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Urban Culture News A New Kind of Civil Rights Film Hits Atlanta
A New Kind of Civil Rights Film Hits Atlanta PDF Print E-mail
Written by Robert ID2414   
Saturday, 11 March 2006 04:25

The unconventional Civil Rights film, "Dare Not Walk Alone," cuts between the Civil Rights protests of 1964, led by Dr. King and Andrew Young, and the hip-hop generation's struggle to bridge the poverty gap that still exists in many Southern communities.

Now coming to Atlanta's Independent Black Film Festival, "Dare Not Walk Alone" will be shown at 9:00PM on Tuesday, March 14th: the screening location is The Cinefé Movie Theatre, Lithona, Georgia.

The film's twenty-something director, Jeremy Dean, takes an unflinching look at themes echoed in current events like hurricane Katrina and recent movies such as hip-hop favorites "Hustle and Flow" and "Crash." The film “Hustle and Flow” has made news recently with the hip-hop group Three 6 Mafia winning an Oscar with the first ever rap song which was also performed live by the rap group.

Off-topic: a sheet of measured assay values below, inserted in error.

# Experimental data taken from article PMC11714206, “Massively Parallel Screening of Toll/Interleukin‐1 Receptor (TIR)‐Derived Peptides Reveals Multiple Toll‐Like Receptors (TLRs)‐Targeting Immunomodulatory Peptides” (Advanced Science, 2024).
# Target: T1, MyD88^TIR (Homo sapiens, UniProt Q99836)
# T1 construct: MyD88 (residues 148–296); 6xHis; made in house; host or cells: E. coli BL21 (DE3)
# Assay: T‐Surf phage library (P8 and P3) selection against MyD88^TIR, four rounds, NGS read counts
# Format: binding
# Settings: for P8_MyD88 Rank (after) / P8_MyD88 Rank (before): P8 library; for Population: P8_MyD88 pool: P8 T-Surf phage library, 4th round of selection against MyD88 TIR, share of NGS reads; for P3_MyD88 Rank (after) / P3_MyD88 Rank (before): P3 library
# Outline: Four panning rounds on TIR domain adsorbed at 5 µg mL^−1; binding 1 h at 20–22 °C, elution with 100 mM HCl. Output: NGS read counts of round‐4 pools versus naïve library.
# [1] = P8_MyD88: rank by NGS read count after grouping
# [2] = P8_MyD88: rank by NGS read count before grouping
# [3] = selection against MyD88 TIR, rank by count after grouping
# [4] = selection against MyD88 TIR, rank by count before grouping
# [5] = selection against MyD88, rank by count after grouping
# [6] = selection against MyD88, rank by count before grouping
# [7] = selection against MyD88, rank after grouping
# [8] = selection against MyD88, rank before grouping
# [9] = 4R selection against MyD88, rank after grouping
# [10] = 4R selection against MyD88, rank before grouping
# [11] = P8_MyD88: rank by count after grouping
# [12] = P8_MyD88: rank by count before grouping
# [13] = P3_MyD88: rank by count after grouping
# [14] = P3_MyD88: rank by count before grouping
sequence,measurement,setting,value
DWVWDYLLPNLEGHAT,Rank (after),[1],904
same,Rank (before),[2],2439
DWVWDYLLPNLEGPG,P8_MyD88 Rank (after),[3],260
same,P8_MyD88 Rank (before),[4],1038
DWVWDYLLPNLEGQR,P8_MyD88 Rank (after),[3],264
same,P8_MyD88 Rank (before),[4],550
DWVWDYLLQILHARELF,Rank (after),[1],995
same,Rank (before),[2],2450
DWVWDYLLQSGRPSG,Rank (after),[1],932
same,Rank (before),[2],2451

Startling newsreel footage--some of it never aired before--brings home the bitter reality of the 1964 Saint Augustine protests led by Dr. King and Andrew Young (who was beaten by Klan members and other whites opposed to desegregation).

While Dean tells a story that much of the world has forgotten, the violence and abuse that demonstrators, both black and white, were willing to endure to force the passage of the first Civil Rights Act, he is not content to end the story at that point. He connects with a segment of American society that is still forgotten, African Americans for whom King's "Dream" is still just a dream, kids who feel the only way out of the ghetto is hip hop.

Drawing striking parallels between the role of music in black communities during the Civil Rights movement of the sixties, and the way that music still keeps hope alive today, Dean's film has struck a chord with viewers of all races. His footage of a recent service of reconciliation held at a white church that had barred blacks from attending in the sixties, shows that progress is possible. And audiences have repeatedly been moved to ask: What more can we do to help? At the film's recent West Coast premiere, organizers of the San Jose Film Festival scheduled an encore presentation to cope with demand.

For more information Please visit: www.indieblackfilm.com  and www.cinefe.com .

Urban Culture News A New Kind of Civil Rights Film Hits Atlanta

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